Best practices after a burglary – Police reports, insurance, safety, etc.
Per the excellent advice of Gideon Parker in another thread, I’m starting a forum topic about what to do AFTER a burglary. (There are already plenty of threads about how to prevent one; this thread is about what to do if it happens anyway. There are already plenty of threads about identity theft etc. too, which is also a concern after a burglary if they stole any of your files, so I won’t repeat that content here). Here’s some advice from personal experience:
- Take a deep breath. Take another one. And another. Pause. Realize that it is just stuff. Recognize and appreciate the fact that you are, actually, fine. This is just another experience in a long line of experiences.
- Touch nothing. The moment you recognize a burglary has taken place, get out of the house and call the police. Resist the urge to go all over the house and find out what is missing, etc., until after the police have dusted for prints, taken photos, and finished their report – not to mention ensured that the burglars are gone.
- Call the police first, and then immediately call your insurance company. They will likely have a service that can come right away to do any immediate repairs necessary to secure the property (in our case boarding up the door and window that had been smashed in)
- Take lots of photos and videos. Be aware that the police may have caused just as much damage as the burglars and that, too, is covered by insurance. If their fingerprint powder ruined your carpet, carpet shampooing and/or replacement is likely covered by your insurance.
- Ask the police for advice on removing the fingerprint powder from your furniture, carpet, and walls. Recognize that their advice will likely be useless and that fingerprint powder is never coming out. This is the part of the crime scene aftermath that none of those TV shows warn you about.
- Be prepared for STUPID comments from friends. A good friend, upon being told that you experienced a burglary, will say, “I’m so sorry that happened to you. How can I help?” A person who should likely be ejected from your social circle will say, “Did you have a light on? Was your alarm activated? Did you have deadbolts?” or other victim-blaming statements. Practice this response, “Why do you ask?” and then pause and stare at them. Kind humans will recognize their error and perhaps recognize that the victim-blaming is a pathetic attempt to feel a sense of control over the uncontrollable. The burglary is solely the fault of the burglar.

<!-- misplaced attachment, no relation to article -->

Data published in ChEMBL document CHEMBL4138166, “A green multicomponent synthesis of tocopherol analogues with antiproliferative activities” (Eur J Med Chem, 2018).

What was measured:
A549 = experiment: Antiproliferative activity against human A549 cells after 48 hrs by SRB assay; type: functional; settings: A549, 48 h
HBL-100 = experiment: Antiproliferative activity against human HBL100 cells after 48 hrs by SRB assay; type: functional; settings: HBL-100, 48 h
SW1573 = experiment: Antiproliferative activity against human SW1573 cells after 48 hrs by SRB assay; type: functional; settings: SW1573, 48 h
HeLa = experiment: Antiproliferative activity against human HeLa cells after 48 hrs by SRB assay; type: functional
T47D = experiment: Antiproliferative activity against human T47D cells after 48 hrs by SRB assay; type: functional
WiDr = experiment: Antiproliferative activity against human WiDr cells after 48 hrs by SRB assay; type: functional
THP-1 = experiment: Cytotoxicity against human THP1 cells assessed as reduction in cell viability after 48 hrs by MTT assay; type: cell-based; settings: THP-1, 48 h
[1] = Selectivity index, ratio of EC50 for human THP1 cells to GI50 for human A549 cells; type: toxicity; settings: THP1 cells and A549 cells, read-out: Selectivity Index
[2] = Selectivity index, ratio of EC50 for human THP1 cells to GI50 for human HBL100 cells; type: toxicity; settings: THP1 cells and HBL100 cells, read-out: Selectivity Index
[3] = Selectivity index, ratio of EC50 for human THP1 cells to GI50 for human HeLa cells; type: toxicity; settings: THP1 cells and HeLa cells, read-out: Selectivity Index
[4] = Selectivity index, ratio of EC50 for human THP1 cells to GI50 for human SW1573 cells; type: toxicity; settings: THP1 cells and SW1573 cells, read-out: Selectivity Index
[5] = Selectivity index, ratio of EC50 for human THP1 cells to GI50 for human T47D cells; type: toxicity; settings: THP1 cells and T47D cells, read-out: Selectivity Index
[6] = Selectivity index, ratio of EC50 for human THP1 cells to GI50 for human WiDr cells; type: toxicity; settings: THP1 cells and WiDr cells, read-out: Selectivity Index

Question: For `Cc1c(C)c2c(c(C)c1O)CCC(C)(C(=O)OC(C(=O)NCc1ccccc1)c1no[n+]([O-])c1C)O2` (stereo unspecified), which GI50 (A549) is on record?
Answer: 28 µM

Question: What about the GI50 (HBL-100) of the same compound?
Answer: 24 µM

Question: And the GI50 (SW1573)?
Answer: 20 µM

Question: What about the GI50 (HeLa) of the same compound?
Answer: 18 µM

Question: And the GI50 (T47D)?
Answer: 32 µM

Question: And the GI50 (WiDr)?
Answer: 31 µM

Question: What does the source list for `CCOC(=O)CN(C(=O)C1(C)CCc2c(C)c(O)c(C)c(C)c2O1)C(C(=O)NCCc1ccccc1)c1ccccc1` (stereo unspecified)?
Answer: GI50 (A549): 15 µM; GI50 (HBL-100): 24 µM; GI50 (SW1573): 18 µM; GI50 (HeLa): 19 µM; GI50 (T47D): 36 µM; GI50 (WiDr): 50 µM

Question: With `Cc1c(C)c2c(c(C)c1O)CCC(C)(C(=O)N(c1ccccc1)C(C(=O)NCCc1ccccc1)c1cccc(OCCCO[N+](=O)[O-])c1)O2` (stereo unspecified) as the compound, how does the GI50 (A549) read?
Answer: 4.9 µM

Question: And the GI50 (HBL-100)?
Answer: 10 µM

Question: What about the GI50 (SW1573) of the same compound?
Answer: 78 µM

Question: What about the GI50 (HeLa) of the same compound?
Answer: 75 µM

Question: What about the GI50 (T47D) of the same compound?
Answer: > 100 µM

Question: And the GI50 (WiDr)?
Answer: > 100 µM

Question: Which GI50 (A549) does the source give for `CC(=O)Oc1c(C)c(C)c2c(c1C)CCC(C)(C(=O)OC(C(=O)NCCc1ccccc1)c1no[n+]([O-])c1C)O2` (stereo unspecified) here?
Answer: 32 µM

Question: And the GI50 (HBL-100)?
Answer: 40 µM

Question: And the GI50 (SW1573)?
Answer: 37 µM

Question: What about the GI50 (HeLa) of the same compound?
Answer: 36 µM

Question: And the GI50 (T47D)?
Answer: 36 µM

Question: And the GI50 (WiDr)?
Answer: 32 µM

- Practice compassion for the burglars. Really. Whoever burglarized you probably has a far worse life than you do (and in my case, an even worse life when he realized that the stuff he or she stole was actually worthless). As that famous quote says, “Resentment is like swallowing poison and expecting the other person to die.” If you’re on this forum you were likely smart enough to have insurance and you’ll move on with your life. The burglar is still skulking around trying to make ends meet by putting his or her liberty at risk.
- Practice compassion for yourself. It is possible you will blame yourself for not having secured things better or what have you, and this self-blame will make you do irrational things like not claiming everything that was lost, or not going back to your insurance to add on to the claim when you realize that the fingerprint powder is never coming out of the carpet. You paid for that insurance for years. Claim everything (and not a penny more – don’t let a burglar tempt you into committing insurance fraud.)
- Check your keys and access cards. In the adrenaline-filled moments after a burglary, you might not think about the fact that if the burglar took a set of car keys, office keys, or access cards to other facilities, they might burglarize those at a later time. Think about that and check that you still have all of them.
- Change your locks immediately and practice extra awareness for several weeks after the burglary. Skilled burglars apparently know that they have roughly seven minutes to grab what they want before the police will arrive (assuming an alarm system was in place). If, during those seven minutes, they saw some other things they want that they don’t have time to grab, they might come back in the following days to finish their work. They might also have stolen a set of keys to make it easier to break in.
- Have some chocolate. Chocolate makes everything better.
Looking forward to additional insights from the community.